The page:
An Empirical Evaluation of the Effects of Gender Differences and Self-efficacy in the Adoption of E-banking in Nigeria: A Modified Technology Acceptance Model

An Empirical Evaluation of the Effects of Gender Differences and Self-efficacy in the Adoption of E-banking in Nigeria: A Modified Technology Acceptance Model

Charles K. Ayo (Covenant University, Nigeria), Princely Ifinedo (Cape Breton University, Canada), Uyinomen O. Ekong (University of Uyo, Nigeria) and Aderonke Oni (Covenant University, Nigeria)
DOI: 10.4018/978-1-4666-1637-0.ch010
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Abstract

The issues of gender disparity in the usage of information technology (IT), as well as self-efficacy, have received considerable interest and attention among researchers in recent times. Prior research has identified that gender differences and self-efficiency affect the attitude towards adoption and use of technology. In general, females are believed to be disadvantaged compared to their male counterparts with respect to IT usage and acceptance. The reasoning is that males are mostly more exposed to technology and tend to have more proficiency with such tools. Very little information exists in the extant literature regarding perceptions in developing parts of the world, including Africa. In this chapter, an empirical evaluation of the issues in the context of e-banking will be made in Lagos (Nigeria) and its environs. An extended Technology Acceptance Model (TAM) will be used as a conceptual framework to guide the discourse. Data analysis was done on SPSS 15.0. The study’s results showed that gender differences moderated the acceptance of e-banking of users in the research context. Namely, computer self efficacy and perceived ease of use were of concerns to females, but less so for their male counterparts. Also, perceived usefulness of e-banking is discovered to be the most influencing factor for male users. The study’s implications for research and practice are discussed in the chapter.
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Introduction

The advent of electronic banking (e-banking) in Nigeria in the past few decades have greatly transformed the way banking activities are carried out and customers are reaping the benefits of such platforms (Chiemeke et al., 2006; Emordi, 2007; Adesina et al., 2008; Agbada, 2008). Some of the derived benefits to the customers in Nigeria include flexibility and convenience (Akpan, 2008; Gholami et al., 2010). The traditional system of banking in Nigeria is characterized with inconveniences that make banking a tedious task to customers (Ezeoha, 2005; Emordi, 2007; Akpan, 2008). It can be argued that banking is prone to errors and often times customers do spend long times in queues at banking halls in countries such as Nigeria (Emordi, 2007).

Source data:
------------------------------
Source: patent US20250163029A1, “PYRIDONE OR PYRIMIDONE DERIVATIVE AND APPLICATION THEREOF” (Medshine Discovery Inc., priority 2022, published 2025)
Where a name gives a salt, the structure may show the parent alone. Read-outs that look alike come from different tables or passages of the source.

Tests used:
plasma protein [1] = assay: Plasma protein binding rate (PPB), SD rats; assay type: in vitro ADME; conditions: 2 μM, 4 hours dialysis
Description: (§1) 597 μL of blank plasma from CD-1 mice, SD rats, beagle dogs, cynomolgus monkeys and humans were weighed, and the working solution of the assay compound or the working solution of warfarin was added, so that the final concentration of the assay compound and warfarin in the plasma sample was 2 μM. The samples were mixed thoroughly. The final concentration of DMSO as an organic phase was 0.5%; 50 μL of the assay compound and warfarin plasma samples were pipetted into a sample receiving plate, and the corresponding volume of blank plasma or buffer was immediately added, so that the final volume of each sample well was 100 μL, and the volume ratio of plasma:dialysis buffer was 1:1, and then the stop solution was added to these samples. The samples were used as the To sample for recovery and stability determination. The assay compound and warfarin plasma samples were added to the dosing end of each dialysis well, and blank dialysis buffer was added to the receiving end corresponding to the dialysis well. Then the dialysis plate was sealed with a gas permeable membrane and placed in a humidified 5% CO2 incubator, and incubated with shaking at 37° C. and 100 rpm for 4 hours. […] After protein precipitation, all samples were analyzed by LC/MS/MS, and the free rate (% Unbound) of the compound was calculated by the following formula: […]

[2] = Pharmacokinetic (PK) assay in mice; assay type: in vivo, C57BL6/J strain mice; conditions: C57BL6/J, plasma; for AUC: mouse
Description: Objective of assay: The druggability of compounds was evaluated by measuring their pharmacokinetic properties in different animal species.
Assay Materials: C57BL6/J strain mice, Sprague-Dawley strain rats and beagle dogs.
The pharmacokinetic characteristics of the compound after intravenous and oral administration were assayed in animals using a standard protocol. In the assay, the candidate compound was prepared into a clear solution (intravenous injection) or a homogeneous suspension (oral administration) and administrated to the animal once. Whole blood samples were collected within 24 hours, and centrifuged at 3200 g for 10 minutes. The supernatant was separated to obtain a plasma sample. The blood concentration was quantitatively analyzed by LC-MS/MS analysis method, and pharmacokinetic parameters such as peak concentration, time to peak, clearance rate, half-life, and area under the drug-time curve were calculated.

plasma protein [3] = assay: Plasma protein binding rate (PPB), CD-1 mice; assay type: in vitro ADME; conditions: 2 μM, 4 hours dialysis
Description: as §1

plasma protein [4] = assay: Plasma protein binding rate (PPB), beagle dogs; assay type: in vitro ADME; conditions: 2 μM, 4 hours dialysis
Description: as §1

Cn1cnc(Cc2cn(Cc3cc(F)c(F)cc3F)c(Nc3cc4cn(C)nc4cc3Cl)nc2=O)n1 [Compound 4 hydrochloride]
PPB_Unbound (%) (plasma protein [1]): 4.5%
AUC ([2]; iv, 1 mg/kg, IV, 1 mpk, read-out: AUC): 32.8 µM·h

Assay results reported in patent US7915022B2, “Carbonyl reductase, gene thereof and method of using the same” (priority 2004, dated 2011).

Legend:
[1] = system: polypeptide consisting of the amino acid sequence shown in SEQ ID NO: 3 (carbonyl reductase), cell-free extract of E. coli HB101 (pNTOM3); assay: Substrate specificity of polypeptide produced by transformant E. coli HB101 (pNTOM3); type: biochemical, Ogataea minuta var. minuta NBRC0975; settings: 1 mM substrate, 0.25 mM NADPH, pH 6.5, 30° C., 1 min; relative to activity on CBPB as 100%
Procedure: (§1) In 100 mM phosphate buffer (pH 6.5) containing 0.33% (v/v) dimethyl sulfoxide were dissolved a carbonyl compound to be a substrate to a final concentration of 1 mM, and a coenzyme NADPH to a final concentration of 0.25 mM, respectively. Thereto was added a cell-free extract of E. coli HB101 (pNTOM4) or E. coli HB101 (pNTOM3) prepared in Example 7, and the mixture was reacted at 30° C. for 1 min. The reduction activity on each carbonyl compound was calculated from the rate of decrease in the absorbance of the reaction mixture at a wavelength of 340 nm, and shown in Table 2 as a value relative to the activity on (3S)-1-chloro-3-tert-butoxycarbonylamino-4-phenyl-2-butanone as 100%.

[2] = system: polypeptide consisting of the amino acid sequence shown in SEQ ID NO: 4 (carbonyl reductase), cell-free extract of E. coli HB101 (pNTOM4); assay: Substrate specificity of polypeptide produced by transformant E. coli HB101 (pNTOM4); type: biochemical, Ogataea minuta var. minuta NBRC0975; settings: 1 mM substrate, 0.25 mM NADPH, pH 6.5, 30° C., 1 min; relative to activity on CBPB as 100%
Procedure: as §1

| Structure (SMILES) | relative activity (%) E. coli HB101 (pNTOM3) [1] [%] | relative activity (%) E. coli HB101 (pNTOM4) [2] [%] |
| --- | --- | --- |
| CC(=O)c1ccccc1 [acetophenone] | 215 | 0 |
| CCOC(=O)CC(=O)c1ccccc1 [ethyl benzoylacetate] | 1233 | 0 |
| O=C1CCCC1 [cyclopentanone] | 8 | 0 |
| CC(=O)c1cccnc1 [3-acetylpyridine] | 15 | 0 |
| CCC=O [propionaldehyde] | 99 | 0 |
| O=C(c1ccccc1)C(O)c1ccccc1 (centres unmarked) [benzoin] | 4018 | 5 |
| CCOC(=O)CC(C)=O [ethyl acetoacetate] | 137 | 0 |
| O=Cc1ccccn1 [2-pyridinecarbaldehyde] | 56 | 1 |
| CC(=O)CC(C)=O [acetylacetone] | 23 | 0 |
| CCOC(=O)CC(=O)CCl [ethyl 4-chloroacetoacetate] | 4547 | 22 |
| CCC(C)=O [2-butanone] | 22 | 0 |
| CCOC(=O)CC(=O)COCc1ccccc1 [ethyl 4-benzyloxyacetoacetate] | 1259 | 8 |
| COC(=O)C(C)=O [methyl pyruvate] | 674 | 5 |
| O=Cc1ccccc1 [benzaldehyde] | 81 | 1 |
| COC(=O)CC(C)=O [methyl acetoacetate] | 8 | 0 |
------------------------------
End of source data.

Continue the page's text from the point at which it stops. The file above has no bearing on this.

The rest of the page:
The term e-banking has been interchangeably used with online banking, internet banking and PC banking (Xu et al, 2006). However, for the purpose of this study, we will use the term e-banking to refer to all of the aforementioned examples. Pikkarainen et al. (2004) defined online banking as an Internet portal, through which customers can use different kinds of services ranging from bill payments to engraining in online investments. Here in this chapter, e-banking is defined as banking services such as transfer of funds, payment of bills, withdrawal, deposits, access to account information that are carried out on a bank’s website through a personal computer (PC) connected to the Internet, WAP enabled mobile network, Automated Teller Machines Networks, automated telephone, web TV, SMS/FAX messaging and so forth. Without a doubt, the major goal of any large or small bank is to grow the number of their valuable customers through retention; in general, banks try to increase their offerings, product channels, and services (Xu et al, 2006).

Prior investigation of consumers’ adoption of e-banking in Nigeria revealed that banks customers, who are active users of e-banking system tend to use it because of the convenience, ease of use, and the efficiency associated with the e-banking platforms (Akpan, 2008; Adesina et al., 2008; Gholami et al., 2010). The impact of e-banking in Nigeria banking system is evident in the increased speed; shorten processing periods, improved flexibility of business transactions and reduction in costs associated with having personnel serve customers physically (Chiemeke et al., 2006; Emordi, 2007; Adesina et al. 2008; Gholami et al., 2010). In brief, e-banking is an important platform for the country’s economic development (Chiemeke et al., 2006; Emordi, 2007; Akpan, 2008).

Given the benefits of such a platform to users, it is important to investigate factors that influence the acceptance of e-banking platforms in Nigeria. Prior research has identified that gender differences and self-efficiency affect the attitude towards adoption and use of technology, in general. In short, females are believed to be disadvantaged compared to their male counterparts with respect to using IT innovations and applications. The reasoning is that males are mostly more exposed to technology and tend to have more proficiency with such tools (Venkatesh & Morris, 2000; Van Slyke et al., 2002; Ilie et al., 2005). Similarly, the literature suggests that self-efficacy has an effect on IT usage (Bandura, 1982; Compeau & Higgins, 1995).

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